RSPH urges action on loot boxes and ‘normalisation’ of gambling in football

The Royal Society for Public Health is calling on increased legislation to curb the gambling industry’s close sporting links, as well as imploring a deeper commitment regarding a perceived normalisation of gambling in video games.

Based on research by Gambleaware, ‘Skins in the Game’ surveyed 1,025 young people between 11 and 24 across the UK, reporting that a majority of young people see both purchasing a loot boxes (58 per cent) and taking part in skin betting (60 per cent) as forms of highly addictive gambling.

The global market of loot boxes, items embedded into games which contain randomised rewards and purchased by 40 per cent of young gamers, is estimated to be worth £20bn, with the UK market alone valued at £700m.

Following the publication of the report the RSPH is calling upon the new Conservative Government to introduce legislation to classify loot boxes and skin betting as legally-recognised forms of gambling.

The RSPH is calling for:

  • A commitment from the gaming industry to ensure gamble-free video and mobile games for under 18s, and the development of a set of criteria and the technology required to identify disordered spending on loot boxes and gambling-like content in games.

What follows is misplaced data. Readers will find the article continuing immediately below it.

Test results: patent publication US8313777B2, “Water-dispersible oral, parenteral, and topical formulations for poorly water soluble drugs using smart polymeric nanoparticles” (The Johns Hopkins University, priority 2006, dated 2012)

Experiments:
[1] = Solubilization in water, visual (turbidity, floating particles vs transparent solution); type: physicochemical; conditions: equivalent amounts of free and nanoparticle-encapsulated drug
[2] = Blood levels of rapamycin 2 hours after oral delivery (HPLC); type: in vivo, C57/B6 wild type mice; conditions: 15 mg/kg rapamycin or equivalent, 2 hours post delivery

• A broader definition of gambling and gambling-like activity to be included in the Health Education Curriculum and introduced to young people at primary school.
  • The development of education programmes helping parents, carers and teachers to be able to support young people around gambling harms.
  • The recognition of gambling harms as an important issue for Mental Health Support Teams in schools and colleges.

Shirley Cramer CBE, chief executive of the Royal Society for Public Health, explained: “Young people have told us that gambling and gambling-like activity are slowly but surely polluting hobbies and past-times that have traditionally been beneficial to their well-being.

“Today, the vast majority of young people take part regularly in video-gaming and no doubt many will receive video games as Christmas presents. However we, and the young people we’ve spoken to, are concerned at how firmly embedded gambling-type features are in many of these games. 

“The rise of loot boxes and skin betting have seen young people introduced to the same mechanisms that underpin gambling, through an industry that operates unchecked and unregulated on the back alleys of the internet, which young people can access from their bedrooms.

“As with any public health issue, this is one that requires a combination of measures focusing on both education and regulation. Young people are not universally opposed to gambling and gambling-like activity; they simply want to be able to recognise where it appears in their lives and to make an informed decision as to whether to avoid it altogether, or to participate in a way that lowers the stakes for their health and well-being.”

Skins in the Game also highlights concern surrounding the normalisation of gambling in football, with research revealing two in five (41 per cent) 11-16 year olds are exposed to gambling sponsorship on TV or radio at least once a month.

 The report calls for:

  • Introduction of legislation preventing gambling operators from acting as title sponsors for sports clubs.
  • Imposition of contractual requirements preventing sports professionals from endorsing gambling-related activity.